Google Nears 100% Renewables; More Corporations to Follow February 2017
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California-based Google plans to reach its goal to power all its global data centers and offices entirely with renewable energy sources (primarily wind, solar, and hydropower) by sometime in 2017. Google is the world's largest corporate purchaser of renewable energy and says that its move is "good for the economy, good for business, and good for our shareholders." The company works directly with large renewables suppliers such as NextEra Energy, which owns 115 grid-connected wind farms in North America. Google's electricity demand is huge. Since 2012, the company has signed contracts that will add nearly 2.6 gigawatts (GW) of wind and solar generation to the grid. In 2015, the company consumed 5.7 terawatt-hours of electricity—about as much power as San Francisco, California, consumes.
In the United States, 22 Fortune 500 companies—including Walmart, Apple, General Motors, Amazon, HP, Microsoft, and Facebook—are also rushing to source 100% of their electricity from renewables, according to Advanced Energy Economy. Furthermore, among Fortune 100 companies, 71 have aggressive renewable energy and sustainability targets. A global campaign for corporate use of 100% renewable energy (RE100) has commitments from 83 firms, including Ikea, Swiss RE, BMW, BT, and H&M. The RE100 campaign is now expanding from Europe and the United States to India and China.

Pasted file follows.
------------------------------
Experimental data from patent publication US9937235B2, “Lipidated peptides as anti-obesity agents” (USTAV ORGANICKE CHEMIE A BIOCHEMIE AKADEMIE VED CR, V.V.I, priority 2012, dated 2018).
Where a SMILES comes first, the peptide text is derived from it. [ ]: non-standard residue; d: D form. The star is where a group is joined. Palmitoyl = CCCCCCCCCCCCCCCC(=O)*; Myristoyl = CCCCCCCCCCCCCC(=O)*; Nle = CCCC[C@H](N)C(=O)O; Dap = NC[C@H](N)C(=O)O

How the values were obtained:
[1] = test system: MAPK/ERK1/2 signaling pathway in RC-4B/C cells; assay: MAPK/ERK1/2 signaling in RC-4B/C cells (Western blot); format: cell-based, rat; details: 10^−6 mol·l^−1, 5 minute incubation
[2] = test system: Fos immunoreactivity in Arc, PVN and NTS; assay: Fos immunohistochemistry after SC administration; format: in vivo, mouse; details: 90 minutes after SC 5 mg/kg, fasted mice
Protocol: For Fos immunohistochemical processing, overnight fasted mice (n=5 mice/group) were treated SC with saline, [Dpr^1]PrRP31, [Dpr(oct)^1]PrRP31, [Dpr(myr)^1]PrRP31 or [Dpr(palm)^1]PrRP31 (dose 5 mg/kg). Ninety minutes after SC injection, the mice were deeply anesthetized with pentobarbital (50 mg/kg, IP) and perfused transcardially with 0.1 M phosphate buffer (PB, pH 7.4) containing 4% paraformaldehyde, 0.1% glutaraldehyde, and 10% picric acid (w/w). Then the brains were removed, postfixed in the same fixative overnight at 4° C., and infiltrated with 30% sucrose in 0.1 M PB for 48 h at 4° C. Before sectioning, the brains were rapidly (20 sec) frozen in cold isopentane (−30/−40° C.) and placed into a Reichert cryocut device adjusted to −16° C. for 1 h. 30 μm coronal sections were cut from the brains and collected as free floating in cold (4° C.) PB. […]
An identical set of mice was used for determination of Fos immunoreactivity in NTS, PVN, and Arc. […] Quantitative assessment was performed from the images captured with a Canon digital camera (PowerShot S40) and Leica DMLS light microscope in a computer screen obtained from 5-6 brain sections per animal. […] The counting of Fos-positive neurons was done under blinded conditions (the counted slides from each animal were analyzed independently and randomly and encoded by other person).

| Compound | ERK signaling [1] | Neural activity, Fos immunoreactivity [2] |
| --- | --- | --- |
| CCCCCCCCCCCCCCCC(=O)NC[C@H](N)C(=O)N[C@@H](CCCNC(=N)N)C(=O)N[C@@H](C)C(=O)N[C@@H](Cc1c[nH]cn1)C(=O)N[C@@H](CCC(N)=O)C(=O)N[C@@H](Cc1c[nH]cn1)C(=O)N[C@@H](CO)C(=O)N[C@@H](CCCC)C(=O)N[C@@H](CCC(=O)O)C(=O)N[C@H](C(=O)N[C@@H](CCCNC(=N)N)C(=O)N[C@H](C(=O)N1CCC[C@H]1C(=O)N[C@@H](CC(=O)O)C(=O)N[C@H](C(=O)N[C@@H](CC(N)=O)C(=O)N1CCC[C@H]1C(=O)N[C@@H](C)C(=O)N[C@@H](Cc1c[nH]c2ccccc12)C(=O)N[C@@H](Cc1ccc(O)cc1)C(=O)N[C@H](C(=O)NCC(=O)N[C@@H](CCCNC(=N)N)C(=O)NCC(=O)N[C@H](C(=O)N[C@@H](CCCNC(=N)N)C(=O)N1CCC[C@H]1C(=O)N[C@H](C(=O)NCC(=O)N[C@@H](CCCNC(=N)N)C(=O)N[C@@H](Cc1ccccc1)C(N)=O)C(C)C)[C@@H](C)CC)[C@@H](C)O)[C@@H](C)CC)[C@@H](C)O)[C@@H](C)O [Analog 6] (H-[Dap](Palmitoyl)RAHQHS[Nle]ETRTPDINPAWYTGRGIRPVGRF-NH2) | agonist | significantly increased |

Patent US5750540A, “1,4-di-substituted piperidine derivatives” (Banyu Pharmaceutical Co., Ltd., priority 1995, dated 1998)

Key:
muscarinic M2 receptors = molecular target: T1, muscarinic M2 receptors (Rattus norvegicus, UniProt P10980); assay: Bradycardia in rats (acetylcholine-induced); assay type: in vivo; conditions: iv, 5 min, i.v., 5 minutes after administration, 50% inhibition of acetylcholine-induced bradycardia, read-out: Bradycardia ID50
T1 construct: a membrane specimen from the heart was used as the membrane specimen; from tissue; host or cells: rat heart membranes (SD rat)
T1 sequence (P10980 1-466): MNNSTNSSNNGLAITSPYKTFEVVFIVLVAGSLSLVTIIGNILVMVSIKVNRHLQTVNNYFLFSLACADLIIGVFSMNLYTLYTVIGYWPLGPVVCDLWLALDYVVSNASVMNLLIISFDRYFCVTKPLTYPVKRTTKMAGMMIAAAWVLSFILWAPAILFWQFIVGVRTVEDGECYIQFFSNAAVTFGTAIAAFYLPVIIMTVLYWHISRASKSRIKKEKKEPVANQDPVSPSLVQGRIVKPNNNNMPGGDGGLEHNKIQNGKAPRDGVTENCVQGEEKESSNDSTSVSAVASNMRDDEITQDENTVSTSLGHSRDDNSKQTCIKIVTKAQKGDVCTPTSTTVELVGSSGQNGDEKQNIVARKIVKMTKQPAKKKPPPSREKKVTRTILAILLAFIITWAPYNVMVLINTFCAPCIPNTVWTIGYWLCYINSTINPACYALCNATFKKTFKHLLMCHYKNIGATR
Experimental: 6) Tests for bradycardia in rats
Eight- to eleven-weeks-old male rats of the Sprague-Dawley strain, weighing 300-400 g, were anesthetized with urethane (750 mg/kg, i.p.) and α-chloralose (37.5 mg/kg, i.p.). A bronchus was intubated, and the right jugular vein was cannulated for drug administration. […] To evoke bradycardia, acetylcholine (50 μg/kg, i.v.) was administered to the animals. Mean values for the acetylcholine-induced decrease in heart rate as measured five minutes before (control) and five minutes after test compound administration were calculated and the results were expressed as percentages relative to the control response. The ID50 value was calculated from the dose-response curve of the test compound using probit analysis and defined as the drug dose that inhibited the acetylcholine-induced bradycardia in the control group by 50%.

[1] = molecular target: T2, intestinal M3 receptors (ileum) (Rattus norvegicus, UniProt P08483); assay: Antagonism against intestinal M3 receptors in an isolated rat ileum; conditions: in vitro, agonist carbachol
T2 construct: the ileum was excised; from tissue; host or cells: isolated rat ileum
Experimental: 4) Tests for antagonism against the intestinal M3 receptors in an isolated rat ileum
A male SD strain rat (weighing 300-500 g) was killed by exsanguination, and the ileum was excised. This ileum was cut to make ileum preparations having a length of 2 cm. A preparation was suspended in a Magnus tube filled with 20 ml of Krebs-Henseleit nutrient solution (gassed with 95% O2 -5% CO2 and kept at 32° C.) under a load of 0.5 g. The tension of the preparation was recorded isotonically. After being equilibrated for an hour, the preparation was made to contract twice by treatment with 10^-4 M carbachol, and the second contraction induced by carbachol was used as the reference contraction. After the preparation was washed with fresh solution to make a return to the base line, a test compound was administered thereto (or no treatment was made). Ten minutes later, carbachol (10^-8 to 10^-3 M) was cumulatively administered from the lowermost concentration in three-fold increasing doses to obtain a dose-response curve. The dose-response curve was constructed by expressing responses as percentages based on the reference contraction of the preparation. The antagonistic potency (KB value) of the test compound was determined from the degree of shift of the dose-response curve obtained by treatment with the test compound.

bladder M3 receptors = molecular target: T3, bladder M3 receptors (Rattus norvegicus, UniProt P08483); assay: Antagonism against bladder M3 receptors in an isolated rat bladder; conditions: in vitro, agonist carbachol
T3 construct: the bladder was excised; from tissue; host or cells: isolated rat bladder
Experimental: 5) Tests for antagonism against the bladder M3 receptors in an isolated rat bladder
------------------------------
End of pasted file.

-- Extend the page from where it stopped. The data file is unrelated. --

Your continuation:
Moves by large, successful tech companies such as Google, Amazon.com, and Microsoft to 100% renewables are significant because their power demands are massive and growing. In 2015, corporations signed more long-term renewable energy power purchase agreements (PPAs) than utilities signed, according to Navigant, reflecting the growing economic attractiveness of large commercial projects. The World Economic Forum reports that solar and wind power is now the same price or cheaper than new fossil-fuel capacity in more than 30 countries. In addition, renewable energy supply prices do not fluctuate and are a useful hedge against fossil-fuel price volatility in the 10- to 20-year time frame of energy-supply contracts. Transitioning to renewables also gives companies a way to highlight their concern about climate change.
Smaller companies are less able to sign complex and risky PPAs with renewables producers. In 2016, a group of nonprofits created the Renewable Energy Buyers Alliance (REBA) to seek alternative purchasing options for smaller firms that can't support utility-scale renewables projects. REBA's goal is to drive 60 GW of new US renewables capacity by 2025. Other nonprofits—including RE100, Corporate Renewable Buyers' Principles, and Business Renewables Center—are also targeting ways to make corporate renewables purchases easier.
Corporate demand has become a key driver of large-scale renewable energy. Corporate buyers signed contracts for more than 3 GW in 2015—triple their purchases in 2014, according to the World Resources Institute. These long-term investments provide financial security for renewables developers and allow the industry to build new projects, increase economies of scale, reduce costs, and innovate.
New political realities in the United States and elsewhere have increased uncertainties about nations' abilities to reduce carbon emissions enough to avoid dangerous global warming in this century. Many leading companies are signaling their intent to continue with their own strategies regardless of government policy shifts.